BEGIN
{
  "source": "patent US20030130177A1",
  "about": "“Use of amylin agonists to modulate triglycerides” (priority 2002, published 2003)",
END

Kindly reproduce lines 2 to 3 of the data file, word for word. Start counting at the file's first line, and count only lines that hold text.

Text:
  "source": "patent US20030130177A1",
  "about": "“Use of amylin agonists to modulate triglycerides” (priority 2002, published 2003)",